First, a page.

Celebrating Asian American and Pacific Islander Month

What does AAPI month mean to you?

AAPI month is about celebrating Asian and Pacific Islanders who have made history in the U.S but it's also celebrating the AAPIs right here in our own community. It's my roommates, it's your classmates, my sister, leaders right here on campus making a difference, the workers at Bolton, your co-workers, and some of my new friends at Wesley. It's about celebrating and acknowledging the AAPI voices whose voices are so worthy of being heard, loved and listened to. To me, it's learning and unlearning so much about what society has taught us about my own community because of the brave people who have led the way. This month is a time to reflect and champion on those who came before us and who are here now!

Who is a figure in Asian American history who has inspired you lately?

I first learned about Dr. Kazue Togasaki while doing some research for another project on Asian American history but coming from an interest in science and maybe attending nursing school in the future, I am inspired by Dr. Togasaki’s bravery and compassionate heart. Dr. Togaski was the first Japanese American nurse and physician in the U.S but faced discrimination throughout her practice. When Pearl Harbor happened in 1941, she and 120,000 Japanese Americans were sent to internment camps. Despite this, she provided medical care. Once she was released, she returned home but both her house and her medical practice were destroyed. This did not stop her and she continued to see people of all races and ethnicities for the next 40 years. Her story has shown me that there is always a way to show love and care to those who need it, even when all things are unfair. It also is inspiring because Dr. Togasaki used medicine (her passion) to bring people together and to unite Asian Americans.

What are some ways you would like to see AAPI month celebrated by institutions and/or the church?

I think this blog is a great place to start! Having spaces like this for students within the AAPI community to talk about their lived experiences is so important not just for us but also for people outside of the community to celebrate with us! You can read about the history of AAPI month on any website, but you cannot get the voices or experiences of Asian Americans unless you make the space. I also think having more events like Let’s Talk at churches would help celebrate Asian American poets/artists/activists/& preachers by bringing in a fresh perspective and challenging some of the preconceived notions that some might hold. Churches should be the place that can have these types of events and where we can begin the conversations of how to not only celebrate but support Asian American students, especially when it is predominantly white.

What is something you wished people asked you more about your experience as an Asian American?

There is not one question I wish people asked more because I do not think our experience as Asian Americans can be answered in just one question or one sitting. But rather I wished more people just listened. But listened intentionally and fully. I wished more people were willing to be open to sit in on stories of our experience as Asian Americans. Be willing to sit in the joyful moments but also some of the painful, uncomfortable ones. I think if people knew that the Asian American experience was different for everyone, my story included, it would create more dialogue than questions. It would create more prayerful discussions than assumptions.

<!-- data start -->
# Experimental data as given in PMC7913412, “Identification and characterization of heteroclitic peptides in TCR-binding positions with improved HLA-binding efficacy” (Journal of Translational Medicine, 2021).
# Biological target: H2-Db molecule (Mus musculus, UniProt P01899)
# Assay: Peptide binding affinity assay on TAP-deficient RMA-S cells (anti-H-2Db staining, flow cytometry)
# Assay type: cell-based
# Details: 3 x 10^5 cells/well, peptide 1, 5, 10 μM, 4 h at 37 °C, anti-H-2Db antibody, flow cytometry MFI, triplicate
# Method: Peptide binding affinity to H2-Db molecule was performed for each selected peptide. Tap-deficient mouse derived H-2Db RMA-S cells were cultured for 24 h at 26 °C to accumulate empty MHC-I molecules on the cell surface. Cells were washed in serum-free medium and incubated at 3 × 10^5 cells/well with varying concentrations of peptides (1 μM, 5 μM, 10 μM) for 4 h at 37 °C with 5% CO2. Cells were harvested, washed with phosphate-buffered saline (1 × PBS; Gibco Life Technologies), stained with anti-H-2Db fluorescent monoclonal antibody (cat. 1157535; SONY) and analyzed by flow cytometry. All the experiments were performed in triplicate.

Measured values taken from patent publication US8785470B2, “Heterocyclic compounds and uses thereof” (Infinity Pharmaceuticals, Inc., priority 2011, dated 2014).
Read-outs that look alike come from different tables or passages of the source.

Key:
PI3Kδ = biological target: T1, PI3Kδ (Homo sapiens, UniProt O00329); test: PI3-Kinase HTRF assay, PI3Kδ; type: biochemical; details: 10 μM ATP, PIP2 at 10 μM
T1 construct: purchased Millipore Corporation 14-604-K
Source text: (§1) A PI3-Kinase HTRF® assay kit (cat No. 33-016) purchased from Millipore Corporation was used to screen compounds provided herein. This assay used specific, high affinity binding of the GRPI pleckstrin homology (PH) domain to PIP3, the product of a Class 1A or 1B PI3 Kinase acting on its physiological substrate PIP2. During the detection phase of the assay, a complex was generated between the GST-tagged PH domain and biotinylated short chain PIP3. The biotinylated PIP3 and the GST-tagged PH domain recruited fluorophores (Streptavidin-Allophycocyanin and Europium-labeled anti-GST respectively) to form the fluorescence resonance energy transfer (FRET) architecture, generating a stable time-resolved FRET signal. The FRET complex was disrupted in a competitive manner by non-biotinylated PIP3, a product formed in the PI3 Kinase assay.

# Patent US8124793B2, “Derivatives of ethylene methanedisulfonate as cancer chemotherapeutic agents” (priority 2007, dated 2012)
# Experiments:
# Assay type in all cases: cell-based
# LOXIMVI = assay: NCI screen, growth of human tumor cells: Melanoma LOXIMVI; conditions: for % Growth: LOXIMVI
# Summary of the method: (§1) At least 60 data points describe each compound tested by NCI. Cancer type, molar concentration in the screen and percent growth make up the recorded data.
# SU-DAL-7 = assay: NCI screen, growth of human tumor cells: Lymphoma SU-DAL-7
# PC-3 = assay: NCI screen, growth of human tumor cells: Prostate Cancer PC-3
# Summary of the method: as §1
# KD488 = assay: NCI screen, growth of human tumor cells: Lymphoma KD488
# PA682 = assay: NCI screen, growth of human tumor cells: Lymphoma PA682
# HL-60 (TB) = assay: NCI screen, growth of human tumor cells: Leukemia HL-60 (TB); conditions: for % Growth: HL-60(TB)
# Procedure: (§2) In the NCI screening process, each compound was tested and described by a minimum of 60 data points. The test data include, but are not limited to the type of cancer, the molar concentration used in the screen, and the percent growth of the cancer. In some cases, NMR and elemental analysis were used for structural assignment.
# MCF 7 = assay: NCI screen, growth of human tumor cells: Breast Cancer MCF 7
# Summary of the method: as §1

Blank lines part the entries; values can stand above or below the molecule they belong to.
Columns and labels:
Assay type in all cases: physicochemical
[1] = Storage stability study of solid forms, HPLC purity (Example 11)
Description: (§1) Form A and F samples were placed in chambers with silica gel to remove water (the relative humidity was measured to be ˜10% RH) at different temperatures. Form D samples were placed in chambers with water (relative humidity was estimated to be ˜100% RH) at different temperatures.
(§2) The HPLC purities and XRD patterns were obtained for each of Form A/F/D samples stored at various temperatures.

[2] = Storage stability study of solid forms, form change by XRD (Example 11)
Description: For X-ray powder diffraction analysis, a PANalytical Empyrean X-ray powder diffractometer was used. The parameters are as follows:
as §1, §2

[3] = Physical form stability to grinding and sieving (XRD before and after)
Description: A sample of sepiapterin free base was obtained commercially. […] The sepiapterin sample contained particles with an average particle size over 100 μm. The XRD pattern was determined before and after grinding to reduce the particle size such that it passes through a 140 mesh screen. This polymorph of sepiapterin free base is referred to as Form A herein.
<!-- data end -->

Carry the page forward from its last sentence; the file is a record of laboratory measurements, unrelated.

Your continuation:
Who - famous or not - would you like to honor who has had a tremendous effect on your life?

My sister, who is also Asian American, has had a tremendous impact on my life in helping me navigate life but more specifically in helping shape my identity as an Asian American and woman of God. We do not agree on everything but our relationship has shown me that God works together with those who love him (Romans 8:28). It is through some of our differences that I have become more confident in who I am. My sister challenges me to think beyond what society says and has been my sounding board when the world gets a little chaotic. She is passionate about the people she loves and shows me that I can live my truth but that I always have the support when I need it. This is one of the few relationships that I have been able to experience something like this.

How can you encourage others to find value in their unique experiences as an Asian American?

This is something I am constantly working on and want to say I am grateful to the people who have and continue to encourage me to find my own value in my identity and my experience as an Asian American. It can sometimes be hard to encourage others when your own cup is feeling low. Being a Chinese adoptee, I have fought with the idea of where I fit in with being both Asian and American but have found that it is time and patience that has helped me the most. Time to discover my own voice, time to learn about my self and the history of Asian Americans, and time to sit with friends, people I trust, and with God to reflect on different matters. Important matters. So with that, I would encourage others to take all the time they need to find their own worth and value as an Asian American. Because once they do, once they begin to understand that it’s unique, then they get to decide who and how they want to share it. And finally, I would encourage them to be gracious with themselves just like God is. There is so much grace for when it gets overwhelming and when it feels like no one hears you or sees you. You do not have to figure your identity out all in one night and have all the answers. I know I don't and that is what makes our experience as Asian Americans unique.

Author  |  Lia Herrera




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